Can a Medical Aid Refuse you Membership?
Can a medical aid refuse an applicant membership of its scheme? This is a question that is raised quite frequently. More often than not, it is a concern that will be voiced by a potential member who has a long history of ill health or who may be suffering from a condition that he or she knows may require treatment that is particularly expensive and whose needs are therefore acute.
While this was not always the case, it is now a matter of law that no prospective member may be refused either on the grounds of his or her age or any pre-existing condition from which he or she may be suffering at the time of the application. This, however, does not amount to an open invitation for someone who, for instance, may already be pregnant to sign up in the hope that she can start claiming antenatal benefits immediately. In practice, although she cannot be precluded from joining, her condition may be precluded for 12 months, as the scheme is only required to meet the cost when a pregnancy occurs after joining the scheme.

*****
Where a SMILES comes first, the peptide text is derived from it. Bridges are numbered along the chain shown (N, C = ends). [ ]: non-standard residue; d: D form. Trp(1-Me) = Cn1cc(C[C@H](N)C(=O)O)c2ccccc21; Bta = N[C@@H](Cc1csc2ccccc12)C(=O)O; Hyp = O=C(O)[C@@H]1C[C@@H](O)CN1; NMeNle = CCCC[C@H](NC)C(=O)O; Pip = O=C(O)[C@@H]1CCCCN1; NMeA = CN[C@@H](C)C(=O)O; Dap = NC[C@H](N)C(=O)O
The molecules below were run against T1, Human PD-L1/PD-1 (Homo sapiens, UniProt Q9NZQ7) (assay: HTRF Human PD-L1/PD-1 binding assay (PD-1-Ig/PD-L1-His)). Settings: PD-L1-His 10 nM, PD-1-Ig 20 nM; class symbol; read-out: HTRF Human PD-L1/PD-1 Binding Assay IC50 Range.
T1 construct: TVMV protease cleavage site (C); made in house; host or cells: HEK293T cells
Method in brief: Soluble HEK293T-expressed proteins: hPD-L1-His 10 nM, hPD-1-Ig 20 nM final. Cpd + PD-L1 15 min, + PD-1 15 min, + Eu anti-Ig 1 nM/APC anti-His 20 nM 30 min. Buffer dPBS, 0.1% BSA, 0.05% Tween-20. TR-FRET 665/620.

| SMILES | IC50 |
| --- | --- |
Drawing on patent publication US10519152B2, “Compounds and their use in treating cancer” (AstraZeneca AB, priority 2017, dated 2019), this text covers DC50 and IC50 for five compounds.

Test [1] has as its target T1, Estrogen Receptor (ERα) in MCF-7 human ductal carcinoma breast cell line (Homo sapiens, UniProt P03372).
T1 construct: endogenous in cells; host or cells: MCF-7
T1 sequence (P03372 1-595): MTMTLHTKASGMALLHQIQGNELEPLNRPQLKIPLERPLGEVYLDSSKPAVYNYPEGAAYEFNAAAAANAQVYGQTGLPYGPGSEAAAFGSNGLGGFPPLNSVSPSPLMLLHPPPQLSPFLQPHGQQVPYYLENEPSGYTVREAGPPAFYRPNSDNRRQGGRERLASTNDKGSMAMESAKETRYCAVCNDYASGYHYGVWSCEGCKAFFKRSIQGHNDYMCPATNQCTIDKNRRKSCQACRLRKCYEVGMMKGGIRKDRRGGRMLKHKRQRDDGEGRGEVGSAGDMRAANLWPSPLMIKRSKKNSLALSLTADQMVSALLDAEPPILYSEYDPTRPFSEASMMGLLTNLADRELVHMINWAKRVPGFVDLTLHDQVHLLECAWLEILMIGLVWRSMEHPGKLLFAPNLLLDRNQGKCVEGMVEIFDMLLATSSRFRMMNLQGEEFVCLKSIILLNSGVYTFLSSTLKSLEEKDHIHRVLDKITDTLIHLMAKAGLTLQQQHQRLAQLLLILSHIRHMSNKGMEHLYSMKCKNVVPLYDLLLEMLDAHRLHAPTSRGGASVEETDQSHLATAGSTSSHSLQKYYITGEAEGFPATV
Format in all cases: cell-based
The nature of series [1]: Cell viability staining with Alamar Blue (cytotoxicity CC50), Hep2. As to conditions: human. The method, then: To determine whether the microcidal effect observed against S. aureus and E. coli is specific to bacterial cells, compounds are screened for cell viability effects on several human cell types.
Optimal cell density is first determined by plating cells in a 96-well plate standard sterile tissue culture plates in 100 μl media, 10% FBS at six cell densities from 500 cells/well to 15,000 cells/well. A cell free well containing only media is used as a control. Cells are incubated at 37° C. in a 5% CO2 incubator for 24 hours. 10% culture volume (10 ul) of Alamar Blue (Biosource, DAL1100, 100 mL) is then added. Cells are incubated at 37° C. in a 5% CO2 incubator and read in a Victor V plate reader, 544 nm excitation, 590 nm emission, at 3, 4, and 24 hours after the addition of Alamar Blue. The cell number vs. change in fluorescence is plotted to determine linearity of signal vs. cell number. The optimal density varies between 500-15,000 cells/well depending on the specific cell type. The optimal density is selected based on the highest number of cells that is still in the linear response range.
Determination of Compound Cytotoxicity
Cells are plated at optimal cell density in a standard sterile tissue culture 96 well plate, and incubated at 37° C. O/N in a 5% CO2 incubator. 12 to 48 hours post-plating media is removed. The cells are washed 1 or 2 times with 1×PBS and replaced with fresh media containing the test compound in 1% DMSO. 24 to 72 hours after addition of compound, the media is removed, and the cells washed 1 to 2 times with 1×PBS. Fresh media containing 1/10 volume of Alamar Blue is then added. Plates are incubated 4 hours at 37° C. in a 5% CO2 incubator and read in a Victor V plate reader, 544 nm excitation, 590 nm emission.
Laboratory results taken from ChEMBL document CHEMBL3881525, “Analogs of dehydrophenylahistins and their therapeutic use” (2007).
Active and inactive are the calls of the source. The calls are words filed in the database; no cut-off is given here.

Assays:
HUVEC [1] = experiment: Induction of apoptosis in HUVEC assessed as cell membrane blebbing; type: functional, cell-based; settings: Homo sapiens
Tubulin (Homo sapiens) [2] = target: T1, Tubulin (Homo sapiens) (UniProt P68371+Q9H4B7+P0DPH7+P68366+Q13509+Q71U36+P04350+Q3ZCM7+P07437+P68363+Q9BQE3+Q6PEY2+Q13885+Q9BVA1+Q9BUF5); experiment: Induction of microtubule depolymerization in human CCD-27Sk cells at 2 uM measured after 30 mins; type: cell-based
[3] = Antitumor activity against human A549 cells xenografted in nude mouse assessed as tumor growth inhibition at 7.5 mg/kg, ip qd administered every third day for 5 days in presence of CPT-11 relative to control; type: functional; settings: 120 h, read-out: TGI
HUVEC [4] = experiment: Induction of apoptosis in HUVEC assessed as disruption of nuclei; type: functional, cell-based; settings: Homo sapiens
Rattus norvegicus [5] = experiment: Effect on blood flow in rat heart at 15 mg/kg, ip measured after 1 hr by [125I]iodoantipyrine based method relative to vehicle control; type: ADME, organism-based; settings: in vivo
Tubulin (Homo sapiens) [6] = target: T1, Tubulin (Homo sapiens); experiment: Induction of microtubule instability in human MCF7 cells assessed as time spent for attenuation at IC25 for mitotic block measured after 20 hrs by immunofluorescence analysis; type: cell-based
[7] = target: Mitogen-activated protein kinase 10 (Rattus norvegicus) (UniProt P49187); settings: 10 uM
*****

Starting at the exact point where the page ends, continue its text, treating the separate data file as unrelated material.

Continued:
In practice, although no South African medical aid fund can legally refuse membership, it does have the right to enforce a full twelve-month waiting period before accepting any claims from a new member that relates to any pre-existing condition, such as hypertension, asthma or epilepsy.
Even for members who have no pre-existing condition, the nation’s schemes are entitled to stipulate a mandatory three-month waiting period before they are required to accept any type of claim from the main member or a dependent. Without such rules in place, schemes would find it very difficult to maintain the required solvency ratios which could expose other members to the risk of delayed payments or even non-payment.
South Africa’s fund managers are bound by the regulatory body to comply with stringent standards of practice and at KeyHealth, we aspire not just to meet these standards, but to exceed them. You can be certain our medical aid will never refuse you membership.